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Articles
August 17, 2011

High-risk asymptomatic carotid stenosis
Ulceration on 3D ultrasound vs TCD microemboli

August 23, 2011 issue
77 (8) 744-750

Abstract

Objective:

We compared microemboli on transcranial Doppler (TCD) with carotid ulcerations on 3D ultrasound (US) as an additional method for identifying the small proportion of patients with asymptomatic carotid stenosis (ACS) who can benefit from revascularization such as endarterectomy or stenting.

Methods:

Patients with ACS (n = 253) with carotid stenosis >60% by Doppler ultrasound were studied prospectively with TCD embolus detection and 3D US to detect ulcers (the total number of ulcers in both internal carotids) and followed for 3 years.

Results:

Mean age was 69.66 (SD 8.51) years; 11 (4%) had ≥3 ulcers (Ulcer 3), 11 (6%) had microemboli, and 25 (10%) had microemboli or ≥3 ulcers. Ulcer 3 patients were more likely to have a stroke or death in 3 years (18% vs 2%; p = 0.03), regardless of the side on which the ulcers were found. The 3-year risk of stroke or death was 20% with microemboli vs 2% without (p = 0.003). The annual rate of ipsilateral stroke was 0.8%.

Conclusion:

Adding 3D US detection of ulcers doubles (to 10%) the proportion of patients with ACS who may benefit from endarterectomy or stenting. However, until 3-year event rates of stroke or death with endarterectomy or stenting reach <2%, 90% of patients with ACS would be better treated medically until they develop symptoms, ulcers, or emboli. Neurology® 2011;77:744–750

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Information & Authors

Information

Published In

Neurology®
Volume 77Number 8August 23, 2011
Pages: 744-750
PubMed: 21849642

Publication History

Received: December 28, 2010
Accepted: April 19, 2011
Published online: August 17, 2011
Published in print: August 23, 2011

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Disclosure

A. Madani received research support from the Heart & Stroke Foundation of Ontario. Dr. Beletsky and Dr. Tamayo report no disclosures. Dr. Munoz performs TCD/embolus detection test (10% clinical effort) as a Research Associate for SPARC. Dr. Spence has received funding for travel from Merck Canada and Novartis; served as an Assistant Editor of Stroke; serves as a consultant for Boehringer Ingelheim; his team performs imaging studies and TCD (30% clinical effort) in his practice; and has received research support from the Heart & Stroke Foundation of Canada (Ontario), the Canadian Institutes for Health Research, and Merck Canada.

Authors

Affiliations & Disclosures

A. Madani, BSc
From the Schulich School of Medicine and Dentistry (A.M.), University of Western Ontario, London; University Hospital (V.B.), London; Brandon Health Sciences Centre (A.T.), Brandon; and Stroke Prevention & Atherosclerosis Research Centre (C.M., J.D.S.), Robarts Research Institute, London, Canada. V.B. is currently affiliated with the Department of Psychiatry, University of Western Ontario, London, Canada.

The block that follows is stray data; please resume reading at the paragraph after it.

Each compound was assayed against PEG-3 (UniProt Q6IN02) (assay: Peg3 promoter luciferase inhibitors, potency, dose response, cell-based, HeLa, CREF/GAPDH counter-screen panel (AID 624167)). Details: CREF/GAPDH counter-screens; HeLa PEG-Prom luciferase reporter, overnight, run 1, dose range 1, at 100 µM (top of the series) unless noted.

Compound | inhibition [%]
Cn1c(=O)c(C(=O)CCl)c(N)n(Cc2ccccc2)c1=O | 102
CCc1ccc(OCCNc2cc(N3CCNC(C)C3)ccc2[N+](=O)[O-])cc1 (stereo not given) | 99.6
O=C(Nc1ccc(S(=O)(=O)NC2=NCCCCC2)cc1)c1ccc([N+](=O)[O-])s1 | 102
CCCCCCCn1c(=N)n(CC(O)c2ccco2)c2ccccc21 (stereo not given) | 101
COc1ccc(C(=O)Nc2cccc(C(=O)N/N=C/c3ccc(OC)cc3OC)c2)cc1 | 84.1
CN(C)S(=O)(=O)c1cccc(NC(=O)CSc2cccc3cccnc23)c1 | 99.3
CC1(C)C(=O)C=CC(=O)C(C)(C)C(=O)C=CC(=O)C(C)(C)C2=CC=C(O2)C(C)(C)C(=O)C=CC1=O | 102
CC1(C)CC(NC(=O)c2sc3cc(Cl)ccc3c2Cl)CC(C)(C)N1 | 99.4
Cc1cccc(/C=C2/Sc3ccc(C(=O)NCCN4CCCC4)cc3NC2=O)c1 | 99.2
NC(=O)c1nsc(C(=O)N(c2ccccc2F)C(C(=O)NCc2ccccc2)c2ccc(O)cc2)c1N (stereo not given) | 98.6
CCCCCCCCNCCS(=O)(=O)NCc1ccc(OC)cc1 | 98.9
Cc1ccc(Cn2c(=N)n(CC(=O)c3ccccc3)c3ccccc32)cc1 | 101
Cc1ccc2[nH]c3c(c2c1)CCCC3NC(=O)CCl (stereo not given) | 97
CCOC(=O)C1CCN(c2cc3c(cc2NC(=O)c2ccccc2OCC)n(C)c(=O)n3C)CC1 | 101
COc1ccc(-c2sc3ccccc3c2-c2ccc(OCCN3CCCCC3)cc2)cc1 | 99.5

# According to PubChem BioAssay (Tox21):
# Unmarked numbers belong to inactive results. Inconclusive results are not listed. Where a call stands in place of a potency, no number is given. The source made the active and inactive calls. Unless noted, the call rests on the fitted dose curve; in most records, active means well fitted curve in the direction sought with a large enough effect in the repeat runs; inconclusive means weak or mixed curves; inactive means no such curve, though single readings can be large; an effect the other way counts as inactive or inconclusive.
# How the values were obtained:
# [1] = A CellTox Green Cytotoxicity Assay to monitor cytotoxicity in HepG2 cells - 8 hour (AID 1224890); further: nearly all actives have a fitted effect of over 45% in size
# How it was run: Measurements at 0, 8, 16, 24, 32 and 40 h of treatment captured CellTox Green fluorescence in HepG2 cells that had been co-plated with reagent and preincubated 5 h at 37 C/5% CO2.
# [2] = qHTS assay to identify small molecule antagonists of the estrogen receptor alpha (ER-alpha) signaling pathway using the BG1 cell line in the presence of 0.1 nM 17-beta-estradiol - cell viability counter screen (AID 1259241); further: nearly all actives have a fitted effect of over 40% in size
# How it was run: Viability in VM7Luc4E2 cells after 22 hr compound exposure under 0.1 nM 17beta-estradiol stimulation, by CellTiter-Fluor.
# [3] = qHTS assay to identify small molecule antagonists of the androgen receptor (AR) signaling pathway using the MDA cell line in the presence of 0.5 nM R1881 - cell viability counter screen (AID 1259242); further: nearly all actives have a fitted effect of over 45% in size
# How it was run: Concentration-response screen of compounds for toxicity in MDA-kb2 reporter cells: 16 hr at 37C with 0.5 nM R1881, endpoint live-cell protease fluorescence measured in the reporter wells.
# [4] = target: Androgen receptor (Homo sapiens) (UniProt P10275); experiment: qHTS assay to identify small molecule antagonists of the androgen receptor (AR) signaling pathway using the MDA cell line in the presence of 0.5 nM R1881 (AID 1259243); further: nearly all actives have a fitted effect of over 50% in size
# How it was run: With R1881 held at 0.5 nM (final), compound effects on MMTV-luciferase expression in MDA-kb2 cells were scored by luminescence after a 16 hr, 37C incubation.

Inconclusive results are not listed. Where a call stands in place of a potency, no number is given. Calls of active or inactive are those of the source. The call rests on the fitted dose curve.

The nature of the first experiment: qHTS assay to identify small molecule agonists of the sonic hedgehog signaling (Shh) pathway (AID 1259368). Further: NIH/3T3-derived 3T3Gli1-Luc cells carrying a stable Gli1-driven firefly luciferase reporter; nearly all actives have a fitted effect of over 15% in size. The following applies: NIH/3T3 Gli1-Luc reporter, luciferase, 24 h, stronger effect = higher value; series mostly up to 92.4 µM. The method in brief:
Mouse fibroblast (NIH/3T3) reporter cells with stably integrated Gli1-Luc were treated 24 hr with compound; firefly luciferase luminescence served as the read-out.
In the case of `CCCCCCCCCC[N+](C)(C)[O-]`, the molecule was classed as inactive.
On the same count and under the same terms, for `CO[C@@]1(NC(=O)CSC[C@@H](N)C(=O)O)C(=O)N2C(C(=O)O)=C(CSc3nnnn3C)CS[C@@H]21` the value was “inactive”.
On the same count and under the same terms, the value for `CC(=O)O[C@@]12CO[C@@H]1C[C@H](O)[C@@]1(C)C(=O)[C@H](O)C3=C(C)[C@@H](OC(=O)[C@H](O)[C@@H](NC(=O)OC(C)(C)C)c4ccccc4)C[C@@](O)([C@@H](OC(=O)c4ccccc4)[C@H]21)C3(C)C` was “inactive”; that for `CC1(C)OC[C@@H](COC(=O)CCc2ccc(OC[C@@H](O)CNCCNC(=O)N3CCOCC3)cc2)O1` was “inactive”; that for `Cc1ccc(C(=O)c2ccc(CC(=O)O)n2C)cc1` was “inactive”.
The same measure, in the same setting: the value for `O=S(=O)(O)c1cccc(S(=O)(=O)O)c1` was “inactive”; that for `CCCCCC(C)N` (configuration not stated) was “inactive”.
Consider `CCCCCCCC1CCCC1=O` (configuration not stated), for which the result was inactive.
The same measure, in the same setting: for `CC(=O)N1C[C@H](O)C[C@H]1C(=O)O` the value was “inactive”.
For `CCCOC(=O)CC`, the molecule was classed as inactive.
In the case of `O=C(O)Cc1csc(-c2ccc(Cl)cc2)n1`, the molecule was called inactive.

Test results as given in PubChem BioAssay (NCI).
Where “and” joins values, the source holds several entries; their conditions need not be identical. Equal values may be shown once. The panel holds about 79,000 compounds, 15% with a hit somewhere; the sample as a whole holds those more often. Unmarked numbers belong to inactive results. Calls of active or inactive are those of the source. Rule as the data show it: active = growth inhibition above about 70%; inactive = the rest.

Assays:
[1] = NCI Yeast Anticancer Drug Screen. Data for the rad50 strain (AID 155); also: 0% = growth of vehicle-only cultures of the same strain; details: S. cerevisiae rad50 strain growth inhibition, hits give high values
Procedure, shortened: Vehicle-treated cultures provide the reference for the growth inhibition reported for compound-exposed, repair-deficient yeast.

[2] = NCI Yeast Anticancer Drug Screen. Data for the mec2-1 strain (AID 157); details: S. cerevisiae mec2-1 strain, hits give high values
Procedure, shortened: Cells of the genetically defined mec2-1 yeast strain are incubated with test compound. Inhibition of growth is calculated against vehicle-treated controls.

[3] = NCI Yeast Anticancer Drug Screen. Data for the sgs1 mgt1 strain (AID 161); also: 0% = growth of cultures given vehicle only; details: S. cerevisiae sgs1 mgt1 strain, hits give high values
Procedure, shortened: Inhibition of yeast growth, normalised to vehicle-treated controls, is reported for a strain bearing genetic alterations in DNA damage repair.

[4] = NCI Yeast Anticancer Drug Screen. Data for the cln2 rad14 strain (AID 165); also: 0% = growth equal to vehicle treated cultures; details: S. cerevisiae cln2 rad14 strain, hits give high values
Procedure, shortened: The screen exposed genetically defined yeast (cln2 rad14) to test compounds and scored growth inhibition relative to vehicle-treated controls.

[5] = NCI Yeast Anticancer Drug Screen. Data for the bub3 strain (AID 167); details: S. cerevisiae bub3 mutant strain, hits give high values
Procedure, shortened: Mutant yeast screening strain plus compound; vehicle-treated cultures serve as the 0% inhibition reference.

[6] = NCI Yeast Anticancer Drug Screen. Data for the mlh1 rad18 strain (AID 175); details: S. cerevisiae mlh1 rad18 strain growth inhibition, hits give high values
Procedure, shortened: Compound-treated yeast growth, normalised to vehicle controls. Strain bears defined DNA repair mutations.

V. Beletsky, MD
From the Schulich School of Medicine and Dentistry (A.M.), University of Western Ontario, London; University Hospital (V.B.), London; Brandon Health Sciences Centre (A.T.), Brandon; and Stroke Prevention & Atherosclerosis Research Centre (C.M., J.D.S.), Robarts Research Institute, London, Canada. V.B. is currently affiliated with the Department of Psychiatry, University of Western Ontario, London, Canada.
A. Tamayo, MD
From the Schulich School of Medicine and Dentistry (A.M.), University of Western Ontario, London; University Hospital (V.B.), London; Brandon Health Sciences Centre (A.T.), Brandon; and Stroke Prevention & Atherosclerosis Research Centre (C.M., J.D.S.), Robarts Research Institute, London, Canada. V.B. is currently affiliated with the Department of Psychiatry, University of Western Ontario, London, Canada.
C. Munoz, MD, PhD
From the Schulich School of Medicine and Dentistry (A.M.), University of Western Ontario, London; University Hospital (V.B.), London; Brandon Health Sciences Centre (A.T.), Brandon; and Stroke Prevention & Atherosclerosis Research Centre (C.M., J.D.S.), Robarts Research Institute, London, Canada. V.B. is currently affiliated with the Department of Psychiatry, University of Western Ontario, London, Canada.
J.D. Spence, MD, FRCPC, FAHA
From the Schulich School of Medicine and Dentistry (A.M.), University of Western Ontario, London; University Hospital (V.B.), London; Brandon Health Sciences Centre (A.T.), Brandon; and Stroke Prevention & Atherosclerosis Research Centre (C.M., J.D.S.), Robarts Research Institute, London, Canada. V.B. is currently affiliated with the Department of Psychiatry, University of Western Ontario, London, Canada.

Notes

Study funding: Supported by the Heart & Stroke Foundation of Ontario (T2956, T5017, NA4990, T5704, NA6018, and NA5912) and the Stroke Prevention & Atherosclerosis Research Centre. A. Madani was supported by the Summer Research Training Program of the Schulich School of Medicine and Dentistry, University of Western Ontario.
Address correspondence and reprint requests to Dr. J. David Spence, Stroke Prevention & Atherosclerosis Research Centre, 1400 Western Road, London, Ontario, Canada N6G 2V2 [email protected]

Author Contributions

A. Madani: drafting/revising the manuscript, study concept or design, analysis or interpretation of data, acquisition of data, statistical analysis, study supervision. Dr. Beletsky: analysis or interpretation of data, acquisition of data. Dr. Tamayo: drafting/revising the manuscript, study concept or design, acquisition of data. Dr. Munoz: drafting/revising the manuscript, study concept or design, acquisition of data. Dr. Spence: drafting/revising the manuscript, study concept or design, analysis or interpretation of data, statistical analysis, study supervision, obtaining funding.

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